By: Zach Ripley
Make Memories with Others
Before diving into this, I must reflect on something I have found to be of incomparable worth in every stage and aspect of my running journey (enter awkward middle school years reference).
Every experience is better when shared with people I know and love.
I’m obviously not the first person to realize this (running groups, teams, clubs, etc.). But what I have realized is that I don’t always make this happen, and I really should.
Three aspects of the community runner concept I’m articulating come to mind right away.
- Make it a family thing. In this case (Bayshore), my family (Andi’s parents, siblings, and all the accompanying little ones) vacations in or near Traverse City every year for the Memorial Day holiday, and many of us run some event or another at Bayshore (this time: George, mom (Robin), Sage, and myself all ran the half; Doni ran the 10k… and Andi would have run the half but for the injuries this spring). We have a blast with this. Other family members often come out to watch (if they can get the little ones up in time), and everyone is instrumental in making the day work (thanks, Caleb and dad, for holding down the fort and remaining kids!).
2. Anticipate friendly rivalries or competition. Hats off to Matt Melvin for making it a race despite aggressive tactics on my part (more on this later) and less than ideal circumstances. Ahead of time, I knew Matt would be in the race, and having competed previously (he also runs with some of the crew I used to race with at Playmakers!), I looked forward to the contest. This concept has been elevated by the near-saturation of Strava (you can find me under “Zach Ripley”) in the running world, something I quite enjoy because it helps me stay connected to my acquaintances and friends in the running world.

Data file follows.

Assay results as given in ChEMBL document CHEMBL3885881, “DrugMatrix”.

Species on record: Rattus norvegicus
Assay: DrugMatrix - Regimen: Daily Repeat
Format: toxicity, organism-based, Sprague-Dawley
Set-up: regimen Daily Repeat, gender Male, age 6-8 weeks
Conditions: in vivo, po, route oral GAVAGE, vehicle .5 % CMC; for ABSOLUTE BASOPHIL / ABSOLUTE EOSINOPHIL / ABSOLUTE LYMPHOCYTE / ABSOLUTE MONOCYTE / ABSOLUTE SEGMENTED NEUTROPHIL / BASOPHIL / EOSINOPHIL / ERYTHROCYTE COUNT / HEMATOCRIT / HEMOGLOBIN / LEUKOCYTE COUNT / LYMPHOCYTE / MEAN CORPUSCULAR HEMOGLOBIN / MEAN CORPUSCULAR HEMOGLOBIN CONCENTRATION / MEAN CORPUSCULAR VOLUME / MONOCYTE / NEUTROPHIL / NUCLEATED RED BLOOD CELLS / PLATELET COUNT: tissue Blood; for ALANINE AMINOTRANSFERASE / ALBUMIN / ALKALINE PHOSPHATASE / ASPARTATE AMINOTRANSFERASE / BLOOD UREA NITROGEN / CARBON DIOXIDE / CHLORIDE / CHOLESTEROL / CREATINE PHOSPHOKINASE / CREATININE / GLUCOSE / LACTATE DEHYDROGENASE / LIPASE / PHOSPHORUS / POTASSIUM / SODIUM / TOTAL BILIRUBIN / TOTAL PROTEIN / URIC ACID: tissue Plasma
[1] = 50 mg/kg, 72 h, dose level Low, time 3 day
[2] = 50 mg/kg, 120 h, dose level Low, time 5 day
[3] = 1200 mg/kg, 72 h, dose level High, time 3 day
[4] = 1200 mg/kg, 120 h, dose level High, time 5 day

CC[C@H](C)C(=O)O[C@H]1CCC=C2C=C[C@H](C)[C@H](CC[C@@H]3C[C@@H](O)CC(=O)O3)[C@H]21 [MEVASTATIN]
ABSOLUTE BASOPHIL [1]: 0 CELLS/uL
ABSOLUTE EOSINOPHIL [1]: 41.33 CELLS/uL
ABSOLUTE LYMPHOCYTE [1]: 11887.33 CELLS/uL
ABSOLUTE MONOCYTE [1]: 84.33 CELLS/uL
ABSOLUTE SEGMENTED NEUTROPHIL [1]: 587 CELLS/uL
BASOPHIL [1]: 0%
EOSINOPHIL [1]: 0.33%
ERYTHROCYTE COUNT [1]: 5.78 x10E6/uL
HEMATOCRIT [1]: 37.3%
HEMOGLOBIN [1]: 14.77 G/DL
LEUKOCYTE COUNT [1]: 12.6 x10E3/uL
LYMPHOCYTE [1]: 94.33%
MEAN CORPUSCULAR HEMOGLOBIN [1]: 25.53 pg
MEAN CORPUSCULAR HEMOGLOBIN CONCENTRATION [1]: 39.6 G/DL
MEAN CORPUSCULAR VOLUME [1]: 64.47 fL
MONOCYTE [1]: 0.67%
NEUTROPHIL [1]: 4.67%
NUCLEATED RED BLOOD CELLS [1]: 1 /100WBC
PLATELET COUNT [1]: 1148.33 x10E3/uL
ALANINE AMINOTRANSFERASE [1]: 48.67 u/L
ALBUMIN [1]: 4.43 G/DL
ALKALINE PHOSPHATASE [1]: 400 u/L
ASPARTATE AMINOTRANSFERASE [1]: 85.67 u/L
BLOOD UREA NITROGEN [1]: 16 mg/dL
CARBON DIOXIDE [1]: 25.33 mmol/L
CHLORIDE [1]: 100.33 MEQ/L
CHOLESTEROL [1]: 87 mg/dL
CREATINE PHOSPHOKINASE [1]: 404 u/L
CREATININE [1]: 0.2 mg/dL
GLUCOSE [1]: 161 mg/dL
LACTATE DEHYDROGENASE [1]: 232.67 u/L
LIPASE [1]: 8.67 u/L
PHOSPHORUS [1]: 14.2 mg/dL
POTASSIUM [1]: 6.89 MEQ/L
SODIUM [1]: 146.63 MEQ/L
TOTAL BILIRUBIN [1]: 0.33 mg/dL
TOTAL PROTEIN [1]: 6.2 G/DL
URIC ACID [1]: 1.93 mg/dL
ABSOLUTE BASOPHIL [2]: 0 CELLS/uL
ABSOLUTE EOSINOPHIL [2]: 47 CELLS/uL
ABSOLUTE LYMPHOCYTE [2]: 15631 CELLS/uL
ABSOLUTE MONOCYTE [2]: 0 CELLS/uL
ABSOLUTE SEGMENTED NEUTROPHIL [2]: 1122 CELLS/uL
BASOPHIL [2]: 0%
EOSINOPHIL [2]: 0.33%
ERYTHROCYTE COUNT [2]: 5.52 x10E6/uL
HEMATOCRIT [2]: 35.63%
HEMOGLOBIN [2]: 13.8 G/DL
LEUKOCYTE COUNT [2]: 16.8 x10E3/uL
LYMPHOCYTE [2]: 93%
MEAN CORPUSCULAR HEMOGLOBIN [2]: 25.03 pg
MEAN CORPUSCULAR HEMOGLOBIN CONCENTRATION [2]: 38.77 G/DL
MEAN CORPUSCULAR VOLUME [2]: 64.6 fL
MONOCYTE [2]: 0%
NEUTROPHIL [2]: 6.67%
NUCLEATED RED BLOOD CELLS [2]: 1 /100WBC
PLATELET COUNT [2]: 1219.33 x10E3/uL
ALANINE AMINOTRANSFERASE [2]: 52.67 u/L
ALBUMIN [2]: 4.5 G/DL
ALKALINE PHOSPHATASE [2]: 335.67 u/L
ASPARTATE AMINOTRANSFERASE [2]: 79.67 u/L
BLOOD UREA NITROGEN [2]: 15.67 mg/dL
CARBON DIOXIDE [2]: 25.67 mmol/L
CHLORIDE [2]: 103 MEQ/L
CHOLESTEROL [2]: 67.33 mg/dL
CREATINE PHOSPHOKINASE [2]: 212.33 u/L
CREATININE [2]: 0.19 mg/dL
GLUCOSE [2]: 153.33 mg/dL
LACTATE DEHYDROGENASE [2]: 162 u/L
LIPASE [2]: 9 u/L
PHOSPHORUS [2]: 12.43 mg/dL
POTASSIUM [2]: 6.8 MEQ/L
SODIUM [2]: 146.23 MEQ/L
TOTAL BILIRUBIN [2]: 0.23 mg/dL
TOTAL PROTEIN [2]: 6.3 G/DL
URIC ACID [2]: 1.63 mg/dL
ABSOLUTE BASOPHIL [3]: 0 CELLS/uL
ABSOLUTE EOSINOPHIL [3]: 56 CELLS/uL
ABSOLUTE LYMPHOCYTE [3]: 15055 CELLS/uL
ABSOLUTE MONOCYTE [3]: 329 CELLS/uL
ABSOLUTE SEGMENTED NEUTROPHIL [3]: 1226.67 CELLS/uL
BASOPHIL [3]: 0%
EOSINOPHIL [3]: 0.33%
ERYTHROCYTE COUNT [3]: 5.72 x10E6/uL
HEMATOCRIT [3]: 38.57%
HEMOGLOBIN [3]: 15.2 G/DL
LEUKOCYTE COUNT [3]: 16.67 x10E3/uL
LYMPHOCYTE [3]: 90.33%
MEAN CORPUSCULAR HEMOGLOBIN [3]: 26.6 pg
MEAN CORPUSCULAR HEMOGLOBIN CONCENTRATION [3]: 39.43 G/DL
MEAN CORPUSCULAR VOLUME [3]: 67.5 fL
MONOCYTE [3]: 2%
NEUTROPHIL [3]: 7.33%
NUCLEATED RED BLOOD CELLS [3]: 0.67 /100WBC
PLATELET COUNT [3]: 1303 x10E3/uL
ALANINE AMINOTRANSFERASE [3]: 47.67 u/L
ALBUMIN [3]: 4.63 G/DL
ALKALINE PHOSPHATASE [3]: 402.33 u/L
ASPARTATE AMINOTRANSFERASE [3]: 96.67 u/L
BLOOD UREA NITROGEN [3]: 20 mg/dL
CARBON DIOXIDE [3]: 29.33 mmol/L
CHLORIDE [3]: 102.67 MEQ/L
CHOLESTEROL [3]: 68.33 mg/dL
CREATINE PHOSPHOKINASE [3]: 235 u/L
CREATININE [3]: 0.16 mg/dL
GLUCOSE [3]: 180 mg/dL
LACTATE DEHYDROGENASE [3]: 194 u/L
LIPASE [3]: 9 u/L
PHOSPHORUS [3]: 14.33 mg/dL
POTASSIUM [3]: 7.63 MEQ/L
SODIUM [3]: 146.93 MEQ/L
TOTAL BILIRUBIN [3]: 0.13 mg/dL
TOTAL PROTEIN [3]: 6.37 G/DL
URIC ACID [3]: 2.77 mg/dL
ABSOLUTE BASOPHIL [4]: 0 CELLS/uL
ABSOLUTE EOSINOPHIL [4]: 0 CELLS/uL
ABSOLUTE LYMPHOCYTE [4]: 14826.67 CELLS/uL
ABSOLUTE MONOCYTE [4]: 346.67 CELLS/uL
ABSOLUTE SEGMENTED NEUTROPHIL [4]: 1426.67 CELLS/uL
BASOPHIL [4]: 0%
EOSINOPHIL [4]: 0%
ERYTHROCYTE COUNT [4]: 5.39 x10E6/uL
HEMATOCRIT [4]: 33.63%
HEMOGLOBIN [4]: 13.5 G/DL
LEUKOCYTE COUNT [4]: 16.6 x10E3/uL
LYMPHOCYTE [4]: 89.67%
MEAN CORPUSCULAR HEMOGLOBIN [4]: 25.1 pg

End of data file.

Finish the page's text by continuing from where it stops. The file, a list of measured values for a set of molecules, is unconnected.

3. Do the running thing with others. Even outside of competition, and however frequent or occasional, connecting with other runners has a huge positive impact. For me, this falls mostly in the digital sphere (Strava, again) simply because my schedule makes running with others a bit tricky (I log most of my mileage starting between 5:30-6:00am and don’t leave myself much time for anything else in the morning). Still, some of my most memorable running moments were everyday runs with old friends or new running pals. (Couple more shout-outs here: Dave DeVries, Pete Mumbower, Griffin Bohannon, Morsi Rayyan, Jamal Ismail… so many more!)
The key, in my mind, is to make the running experience a community thing as much as possible. In my own experience and in that of a great many others, I have observed the powerful motivation, encouragement, and inspiration that results.
Now, back to Bayshore…
I do mind the rain after all.
That’s the last time I say out loud before a race, “I don’t mind a little rain.” Seriously. Never doing that again.